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Supreme Court Shoots Down Jesse Ventura’s Appeal In $1.8 Million ‘American Sniper’ Verdict
The Supreme Court shot down an appeal by former Minnesota Gov. Jesse Ventura to reinstate a $1.8 million verdict in his defamation case against the estate of slain Navy SEAL sniper Chris Kyle on Jan. 9, according to the Associated Press. The late Kyle was a former Navy SEAL and is widely regarded as the deadliest sniper in United States military history.
The case centers around Kyle’s autobiography “American Sniper,” which Ventura, himself a former SEAL, took issue with Kyle’s claim that he punched Ventura at a bar in California in 2006 after the former governor allegedly made offensive comments about SEALs.
Ventura has long held that Kyle made up the entire incident and that the book damaged his reputation among former SEALs in particular and the military at large.
Jesse Ventura loses appeal to reinstate $1.8 million award in defamation case against 'American Sniper' Chris Kyle and his estate pic.twitter.com/7UxWASxTpT
— FOX & friends (@foxandfriends) January 10, 2017
The former governor was originally awarded $500,000 for defamation and $1.3 million for unjust enrichment against the Kyle’s estate in 2014, but on June 13, 2016 the U.S. 8th District Court of Appeals overturned the decision, and yesterday’s case upheld it.
The June 2016 ruling overturned the unjust enrichment award on grounds that it did not apply in that case, according to a 2016 report from the Associated Press. For unjust enrichment to apply, Ventura would have had to prove he had a pre-existing contractual relationship with Kyle, which he did not. The defamation award was also reversed and the case was remanded for a new defamation trial because two of the three judges found Ventura’s attorneys improperly let the jury hear that the book’s publisher Harper Collins had an insurance policy to cover a defamation award and attorney fees.
“From our review, these unsupported, improper, and prejudicial statements were not heat of the moment argument, but were strategic and calculated,” the judges wrote, noted the Associated Press.
Jurors would be less hesitant to issue a substantial defamation award if they knew Kyle’s widow, Tara Kyle was covered by an insurance policy, said the appellate court according to the Star Tribune.
The case could return to Minnesota for a new trial.
It has been a deadly year for Green Berets, with every active-duty Special Forces Group losing a valued soldier in Afghanistan or Syria.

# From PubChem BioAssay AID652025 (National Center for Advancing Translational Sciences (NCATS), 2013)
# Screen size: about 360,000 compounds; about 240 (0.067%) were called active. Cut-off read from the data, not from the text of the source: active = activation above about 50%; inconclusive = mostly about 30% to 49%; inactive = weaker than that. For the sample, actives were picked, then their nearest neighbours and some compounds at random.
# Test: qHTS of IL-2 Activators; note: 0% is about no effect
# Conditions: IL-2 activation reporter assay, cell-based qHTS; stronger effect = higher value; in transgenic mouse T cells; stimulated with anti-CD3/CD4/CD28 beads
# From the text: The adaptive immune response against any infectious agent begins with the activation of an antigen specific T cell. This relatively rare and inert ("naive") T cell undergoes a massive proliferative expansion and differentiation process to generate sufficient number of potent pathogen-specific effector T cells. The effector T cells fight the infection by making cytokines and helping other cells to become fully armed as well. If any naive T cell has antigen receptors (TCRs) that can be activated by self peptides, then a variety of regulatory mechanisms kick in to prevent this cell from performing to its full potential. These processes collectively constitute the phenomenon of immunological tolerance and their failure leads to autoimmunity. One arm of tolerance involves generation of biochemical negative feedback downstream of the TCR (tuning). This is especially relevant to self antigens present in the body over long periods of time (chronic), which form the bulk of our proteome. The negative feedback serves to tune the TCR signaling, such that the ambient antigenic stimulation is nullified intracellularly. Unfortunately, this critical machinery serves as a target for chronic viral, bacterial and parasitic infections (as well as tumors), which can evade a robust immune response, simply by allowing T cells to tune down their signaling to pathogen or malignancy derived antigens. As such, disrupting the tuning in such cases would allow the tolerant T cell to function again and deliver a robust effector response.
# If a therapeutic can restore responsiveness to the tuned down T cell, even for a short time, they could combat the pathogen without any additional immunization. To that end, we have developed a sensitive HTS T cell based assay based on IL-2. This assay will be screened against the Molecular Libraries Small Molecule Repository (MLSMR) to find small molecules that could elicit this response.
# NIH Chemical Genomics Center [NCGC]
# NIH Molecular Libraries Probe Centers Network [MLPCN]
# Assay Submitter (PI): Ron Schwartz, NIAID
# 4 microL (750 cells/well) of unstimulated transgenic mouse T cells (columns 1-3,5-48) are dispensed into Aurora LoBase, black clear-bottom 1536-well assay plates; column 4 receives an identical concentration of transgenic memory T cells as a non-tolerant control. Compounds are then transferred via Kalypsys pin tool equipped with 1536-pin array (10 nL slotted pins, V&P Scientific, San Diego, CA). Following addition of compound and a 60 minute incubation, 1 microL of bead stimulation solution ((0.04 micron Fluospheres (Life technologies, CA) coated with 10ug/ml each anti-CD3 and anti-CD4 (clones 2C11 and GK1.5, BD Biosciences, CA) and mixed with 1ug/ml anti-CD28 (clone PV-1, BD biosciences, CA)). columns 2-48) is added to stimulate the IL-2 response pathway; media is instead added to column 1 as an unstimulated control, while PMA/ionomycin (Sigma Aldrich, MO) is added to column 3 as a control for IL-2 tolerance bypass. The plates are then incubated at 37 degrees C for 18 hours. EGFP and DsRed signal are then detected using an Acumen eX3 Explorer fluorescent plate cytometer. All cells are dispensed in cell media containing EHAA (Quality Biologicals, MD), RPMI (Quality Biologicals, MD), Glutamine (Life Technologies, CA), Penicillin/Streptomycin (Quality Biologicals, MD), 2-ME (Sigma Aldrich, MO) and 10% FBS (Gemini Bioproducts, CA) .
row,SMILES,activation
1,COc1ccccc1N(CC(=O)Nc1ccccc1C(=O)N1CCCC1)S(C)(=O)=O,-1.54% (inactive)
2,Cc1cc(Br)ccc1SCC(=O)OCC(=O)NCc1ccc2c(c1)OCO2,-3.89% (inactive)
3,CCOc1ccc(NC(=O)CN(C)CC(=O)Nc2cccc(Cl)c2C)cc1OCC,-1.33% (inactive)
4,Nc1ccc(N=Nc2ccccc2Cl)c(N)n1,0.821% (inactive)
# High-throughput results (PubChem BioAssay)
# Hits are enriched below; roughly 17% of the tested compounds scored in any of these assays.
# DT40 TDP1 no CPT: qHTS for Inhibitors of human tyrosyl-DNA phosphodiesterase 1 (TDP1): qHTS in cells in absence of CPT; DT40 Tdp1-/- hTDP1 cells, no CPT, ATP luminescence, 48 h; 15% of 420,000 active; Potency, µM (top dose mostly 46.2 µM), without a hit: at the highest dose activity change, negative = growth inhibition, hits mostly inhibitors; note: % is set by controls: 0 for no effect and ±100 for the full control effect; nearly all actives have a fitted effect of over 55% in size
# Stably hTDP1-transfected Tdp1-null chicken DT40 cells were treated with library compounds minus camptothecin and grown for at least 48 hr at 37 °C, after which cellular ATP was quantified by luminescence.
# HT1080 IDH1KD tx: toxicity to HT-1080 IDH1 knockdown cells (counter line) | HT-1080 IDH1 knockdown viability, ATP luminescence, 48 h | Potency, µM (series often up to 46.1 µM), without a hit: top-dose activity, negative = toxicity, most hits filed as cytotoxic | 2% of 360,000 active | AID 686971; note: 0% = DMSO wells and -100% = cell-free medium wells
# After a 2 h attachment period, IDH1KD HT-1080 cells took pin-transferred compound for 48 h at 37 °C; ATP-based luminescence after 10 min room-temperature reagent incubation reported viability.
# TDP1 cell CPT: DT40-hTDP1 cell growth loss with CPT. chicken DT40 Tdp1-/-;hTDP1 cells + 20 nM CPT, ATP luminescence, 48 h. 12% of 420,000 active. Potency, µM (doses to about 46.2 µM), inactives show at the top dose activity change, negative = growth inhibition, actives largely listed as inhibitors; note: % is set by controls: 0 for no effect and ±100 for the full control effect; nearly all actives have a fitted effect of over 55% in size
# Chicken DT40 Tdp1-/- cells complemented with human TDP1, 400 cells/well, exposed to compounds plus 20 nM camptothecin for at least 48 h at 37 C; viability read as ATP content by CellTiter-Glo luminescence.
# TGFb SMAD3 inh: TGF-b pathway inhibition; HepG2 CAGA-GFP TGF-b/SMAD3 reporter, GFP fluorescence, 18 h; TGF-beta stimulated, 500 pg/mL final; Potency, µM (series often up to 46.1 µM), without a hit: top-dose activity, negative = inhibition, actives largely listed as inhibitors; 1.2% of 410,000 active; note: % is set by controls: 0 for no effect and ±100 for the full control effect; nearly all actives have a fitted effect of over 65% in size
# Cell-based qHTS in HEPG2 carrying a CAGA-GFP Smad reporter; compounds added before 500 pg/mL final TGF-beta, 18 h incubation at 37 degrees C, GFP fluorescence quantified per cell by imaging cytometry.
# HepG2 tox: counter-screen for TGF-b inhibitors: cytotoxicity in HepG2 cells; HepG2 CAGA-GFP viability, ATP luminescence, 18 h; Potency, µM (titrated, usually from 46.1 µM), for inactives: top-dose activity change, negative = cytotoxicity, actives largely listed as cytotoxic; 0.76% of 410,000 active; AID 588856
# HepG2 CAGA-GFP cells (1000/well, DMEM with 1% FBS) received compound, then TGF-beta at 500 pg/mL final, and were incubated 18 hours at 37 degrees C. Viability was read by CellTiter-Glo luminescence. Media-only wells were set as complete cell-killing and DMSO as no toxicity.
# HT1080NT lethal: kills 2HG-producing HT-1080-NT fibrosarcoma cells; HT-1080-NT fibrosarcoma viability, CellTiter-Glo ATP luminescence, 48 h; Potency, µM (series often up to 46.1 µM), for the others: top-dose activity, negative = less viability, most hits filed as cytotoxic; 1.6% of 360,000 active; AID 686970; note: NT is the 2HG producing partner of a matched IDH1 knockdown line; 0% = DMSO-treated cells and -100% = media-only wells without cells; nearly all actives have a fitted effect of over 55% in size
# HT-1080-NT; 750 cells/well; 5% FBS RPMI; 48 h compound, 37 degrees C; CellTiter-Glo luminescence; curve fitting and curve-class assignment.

A total of 12 members of the Army special operations forces community have died in 2019, according to U.S. Army Special Operations Command. All but one of those soldiers were killed in combat.
In Afghanistan, Army special operators account for 10 of the 17 U.S. troops killed so far this year. Eight of the fallen were Green Berets. Of the other two soldiers, one was attached to the 10th Special Forces Group and the other was a Ranger.
WASHINGTON (Reuters) - Documents from the Pentagon show that "far more taxpayer funds" were spent by the U.S. military on overnight stays at a Trump resort in Scotland than previously known, two Democratic lawmakers said on Wednesday, as they demanded more evidence from the Defense Department as part of their investigation.
In a letter to Defense Secretary Mark Esper, the heads of the House of Representatives Oversight Committee and one of it subcommittees said that while initial reports indicated that only one U.S. military crew had stayed at President Donald Trump's Turnberry resort southeast of Glasgow, the Pentagon had now turned over data indicating "more than three dozen separate stays" since Trump moved into the White House.
QUANTICO, Va. -- Marines who spend much of their day lifting hefty ammunition or moving pallets full of gear could soon get a helping hand.
The Marine Corps is close to signing a deal to test an exoskeleton prototype that can help a single person move as much as several leathernecks combined.
The Air Force is working on a ‘flying car’ to replace the V-22 Osprey — and it could take flight sooner than you think
'Agility Prime' sounds like a revolutionary new video streaming service, or a parkour-themed workout regimen, or Transformers-inspired niche porno venture.
But no, it's the name of the Air Force's nascent effort to replace the V-22 Osprey with a militarized flying car — and it's set to take off sooner than you think.
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